The Dry-Run

So now you have all your slides ready.
Rule 10
You should do (at least) a couple of dry runs.
Get some people together, preferably in the room where you are giving the talk, and go through the entire talk, as if you were giving it in class. Ask somebody to time it, and ask people to make notes. It is also a good idea to videotape the talk. We have a video camera available, and you are encouraged to take advantage of this facility. Some people also find it useful to give the talk in an empty room with just the video camera running. The first time you give a talk, you will be surprised to find out that a lot of people will look at you with completely empty faces. Some people will fall asleep. An empty room with a video camera running will prepare you for this situation. You can reserve the video camera with the secretary. When not reserved, it is available on first-come-first-served basis.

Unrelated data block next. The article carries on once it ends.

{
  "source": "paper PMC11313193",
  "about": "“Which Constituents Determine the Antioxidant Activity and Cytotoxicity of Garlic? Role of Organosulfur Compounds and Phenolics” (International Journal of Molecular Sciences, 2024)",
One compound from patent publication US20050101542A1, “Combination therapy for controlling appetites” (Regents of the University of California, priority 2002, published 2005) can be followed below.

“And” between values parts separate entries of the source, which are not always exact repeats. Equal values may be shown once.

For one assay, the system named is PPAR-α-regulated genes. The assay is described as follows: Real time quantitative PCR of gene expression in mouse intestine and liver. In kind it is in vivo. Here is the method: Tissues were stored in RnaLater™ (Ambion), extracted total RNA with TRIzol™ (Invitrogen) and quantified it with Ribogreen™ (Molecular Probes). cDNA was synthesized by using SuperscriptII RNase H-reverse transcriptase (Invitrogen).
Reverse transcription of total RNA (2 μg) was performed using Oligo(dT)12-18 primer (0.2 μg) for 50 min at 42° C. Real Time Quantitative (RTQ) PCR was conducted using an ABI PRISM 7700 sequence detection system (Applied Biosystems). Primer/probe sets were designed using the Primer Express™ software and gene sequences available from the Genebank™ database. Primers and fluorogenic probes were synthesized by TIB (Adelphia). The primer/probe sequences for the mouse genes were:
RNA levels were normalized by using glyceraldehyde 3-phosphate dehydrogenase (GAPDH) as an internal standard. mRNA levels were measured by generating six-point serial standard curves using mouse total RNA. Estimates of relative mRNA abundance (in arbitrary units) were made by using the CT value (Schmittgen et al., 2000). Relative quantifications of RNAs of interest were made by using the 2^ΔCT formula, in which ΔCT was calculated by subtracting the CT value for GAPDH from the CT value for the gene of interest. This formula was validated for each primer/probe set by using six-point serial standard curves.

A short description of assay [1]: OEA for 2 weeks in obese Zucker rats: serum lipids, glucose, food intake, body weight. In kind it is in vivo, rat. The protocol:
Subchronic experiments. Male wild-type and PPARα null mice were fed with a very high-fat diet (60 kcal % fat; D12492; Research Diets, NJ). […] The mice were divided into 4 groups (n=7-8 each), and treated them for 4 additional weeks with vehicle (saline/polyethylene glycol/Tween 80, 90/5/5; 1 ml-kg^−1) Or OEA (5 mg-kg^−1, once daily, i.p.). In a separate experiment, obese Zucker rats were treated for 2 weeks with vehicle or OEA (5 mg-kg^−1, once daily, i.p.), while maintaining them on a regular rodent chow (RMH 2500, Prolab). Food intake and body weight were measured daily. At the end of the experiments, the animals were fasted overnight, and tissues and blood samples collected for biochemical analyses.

You will find that after a first dry-run, you will want to change a lot. In fact, it is not uncommon for people to change all of their slides after a first dry-run.

Rule 11
Avoid premature optimization. Get the contents right first, and then make your slides look pretty.
For a first dry run, you might just have some of the slides hand-written or hand-drawn, as long as they accurately reflect what you are going to have on them for the real talk.

After you have your talk ready, you should spend some time trying to anticipate what questions you might get during and after the talk. If the answer to a particular question you expect is difficult, prepare a slide with the answer. In general, take a few extra blank slides and a suitable pen with you to the talk, so that you can write something down if you need to.

One final rule.

Rule 12
Get some sleep the night before your talk.
The night before your talk is not the right time to do all of the above. Sleepwalkers do not make for exciting speakers.